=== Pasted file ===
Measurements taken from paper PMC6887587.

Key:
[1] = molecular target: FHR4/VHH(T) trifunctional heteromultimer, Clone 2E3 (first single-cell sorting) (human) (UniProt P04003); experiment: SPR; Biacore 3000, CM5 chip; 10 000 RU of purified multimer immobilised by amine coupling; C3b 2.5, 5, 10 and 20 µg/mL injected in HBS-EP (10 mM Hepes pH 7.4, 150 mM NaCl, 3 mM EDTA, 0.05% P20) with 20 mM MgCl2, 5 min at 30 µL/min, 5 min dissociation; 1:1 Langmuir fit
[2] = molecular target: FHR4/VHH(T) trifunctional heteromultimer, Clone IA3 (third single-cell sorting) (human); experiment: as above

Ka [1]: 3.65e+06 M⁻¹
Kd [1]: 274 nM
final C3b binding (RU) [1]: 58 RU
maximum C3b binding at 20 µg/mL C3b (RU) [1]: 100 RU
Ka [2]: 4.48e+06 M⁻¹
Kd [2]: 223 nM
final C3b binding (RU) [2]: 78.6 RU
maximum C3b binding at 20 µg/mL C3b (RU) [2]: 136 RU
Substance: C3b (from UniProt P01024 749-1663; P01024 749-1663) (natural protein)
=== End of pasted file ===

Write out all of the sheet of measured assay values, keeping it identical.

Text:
Measurements taken from paper PMC6887587.

Key:
[1] = molecular target: FHR4/VHH(T) trifunctional heteromultimer, Clone 2E3 (first single-cell sorting) (human) (UniProt P04003); experiment: SPR; Biacore 3000, CM5 chip; 10 000 RU of purified multimer immobilised by amine coupling; C3b 2.5, 5, 10 and 20 µg/mL injected in HBS-EP (10 mM Hepes pH 7.4, 150 mM NaCl, 3 mM EDTA, 0.05% P20) with 20 mM MgCl2, 5 min at 30 µL/min, 5 min dissociation; 1:1 Langmuir fit
[2] = molecular target: FHR4/VHH(T) trifunctional heteromultimer, Clone IA3 (third single-cell sorting) (human); experiment: as above

Ka [1]: 3.65e+06 M⁻¹
Kd [1]: 274 nM
final C3b binding (RU) [1]: 58 RU
maximum C3b binding at 20 µg/mL C3b (RU) [1]: 100 RU
Ka [2]: 4.48e+06 M⁻¹
Kd [2]: 223 nM
final C3b binding (RU) [2]: 78.6 RU
maximum C3b binding at 20 µg/mL C3b (RU) [2]: 136 RU
Substance: C3b (from UniProt P01024 749-1663; P01024 749-1663) (natural protein)